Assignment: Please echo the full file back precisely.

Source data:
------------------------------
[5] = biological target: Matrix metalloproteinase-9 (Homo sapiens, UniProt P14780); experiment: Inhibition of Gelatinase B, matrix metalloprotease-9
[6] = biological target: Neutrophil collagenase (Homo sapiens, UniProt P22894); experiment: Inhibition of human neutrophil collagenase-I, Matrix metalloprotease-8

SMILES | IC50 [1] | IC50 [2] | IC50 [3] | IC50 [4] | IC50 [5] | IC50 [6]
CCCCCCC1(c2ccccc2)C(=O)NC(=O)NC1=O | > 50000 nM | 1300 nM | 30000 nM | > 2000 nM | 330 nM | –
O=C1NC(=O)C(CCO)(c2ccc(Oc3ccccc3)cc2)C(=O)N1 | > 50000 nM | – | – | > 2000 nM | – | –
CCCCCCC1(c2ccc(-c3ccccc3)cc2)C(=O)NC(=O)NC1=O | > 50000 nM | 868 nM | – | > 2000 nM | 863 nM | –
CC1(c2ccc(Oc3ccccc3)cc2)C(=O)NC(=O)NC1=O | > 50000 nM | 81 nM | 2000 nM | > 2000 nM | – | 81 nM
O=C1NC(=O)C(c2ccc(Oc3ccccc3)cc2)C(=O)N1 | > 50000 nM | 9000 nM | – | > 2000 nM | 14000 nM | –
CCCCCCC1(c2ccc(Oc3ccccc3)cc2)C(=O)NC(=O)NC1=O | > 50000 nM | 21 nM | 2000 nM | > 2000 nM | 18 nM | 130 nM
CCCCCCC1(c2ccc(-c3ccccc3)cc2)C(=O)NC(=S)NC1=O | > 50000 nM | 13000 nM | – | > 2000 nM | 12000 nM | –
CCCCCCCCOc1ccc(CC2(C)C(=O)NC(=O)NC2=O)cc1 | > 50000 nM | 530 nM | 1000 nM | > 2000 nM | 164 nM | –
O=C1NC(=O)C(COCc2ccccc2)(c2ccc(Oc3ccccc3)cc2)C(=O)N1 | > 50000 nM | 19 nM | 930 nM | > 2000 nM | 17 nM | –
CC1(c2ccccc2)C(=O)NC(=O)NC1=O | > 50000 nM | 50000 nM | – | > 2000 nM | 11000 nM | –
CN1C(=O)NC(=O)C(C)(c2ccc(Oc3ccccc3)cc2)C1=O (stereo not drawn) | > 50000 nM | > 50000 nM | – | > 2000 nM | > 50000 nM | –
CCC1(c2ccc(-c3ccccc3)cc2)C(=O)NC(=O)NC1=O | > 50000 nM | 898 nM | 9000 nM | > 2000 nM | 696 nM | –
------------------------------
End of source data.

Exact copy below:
[5] = biological target: Matrix metalloproteinase-9 (Homo sapiens, UniProt P14780); experiment: Inhibition of Gelatinase B, matrix metalloprotease-9
[6] = biological target: Neutrophil collagenase (Homo sapiens, UniProt P22894); experiment: Inhibition of human neutrophil collagenase-I, Matrix metalloprotease-8

SMILES | IC50 [1] | IC50 [2] | IC50 [3] | IC50 [4] | IC50 [5] | IC50 [6]
CCCCCCC1(c2ccccc2)C(=O)NC(=O)NC1=O | > 50000 nM | 1300 nM | 30000 nM | > 2000 nM | 330 nM | –
O=C1NC(=O)C(CCO)(c2ccc(Oc3ccccc3)cc2)C(=O)N1 | > 50000 nM | – | – | > 2000 nM | – | –
CCCCCCC1(c2ccc(-c3ccccc3)cc2)C(=O)NC(=O)NC1=O | > 50000 nM | 868 nM | – | > 2000 nM | 863 nM | –
CC1(c2ccc(Oc3ccccc3)cc2)C(=O)NC(=O)NC1=O | > 50000 nM | 81 nM | 2000 nM | > 2000 nM | – | 81 nM
O=C1NC(=O)C(c2ccc(Oc3ccccc3)cc2)C(=O)N1 | > 50000 nM | 9000 nM | – | > 2000 nM | 14000 nM | –
CCCCCCC1(c2ccc(Oc3ccccc3)cc2)C(=O)NC(=O)NC1=O | > 50000 nM | 21 nM | 2000 nM | > 2000 nM | 18 nM | 130 nM
CCCCCCC1(c2ccc(-c3ccccc3)cc2)C(=O)NC(=S)NC1=O | > 50000 nM | 13000 nM | – | > 2000 nM | 12000 nM | –
CCCCCCCCOc1ccc(CC2(C)C(=O)NC(=O)NC2=O)cc1 | > 50000 nM | 530 nM | 1000 nM | > 2000 nM | 164 nM | –
O=C1NC(=O)C(COCc2ccccc2)(c2ccc(Oc3ccccc3)cc2)C(=O)N1 | > 50000 nM | 19 nM | 930 nM | > 2000 nM | 17 nM | –
CC1(c2ccccc2)C(=O)NC(=O)NC1=O | > 50000 nM | 50000 nM | – | > 2000 nM | 11000 nM | –
CN1C(=O)NC(=O)C(C)(c2ccc(Oc3ccccc3)cc2)C1=O (stereo not drawn) | > 50000 nM | > 50000 nM | – | > 2000 nM | > 50000 nM | –
CCC1(c2ccc(-c3ccccc3)cc2)C(=O)NC(=O)NC1=O | > 50000 nM | 898 nM | 9000 nM | > 2000 nM | 696 nM | –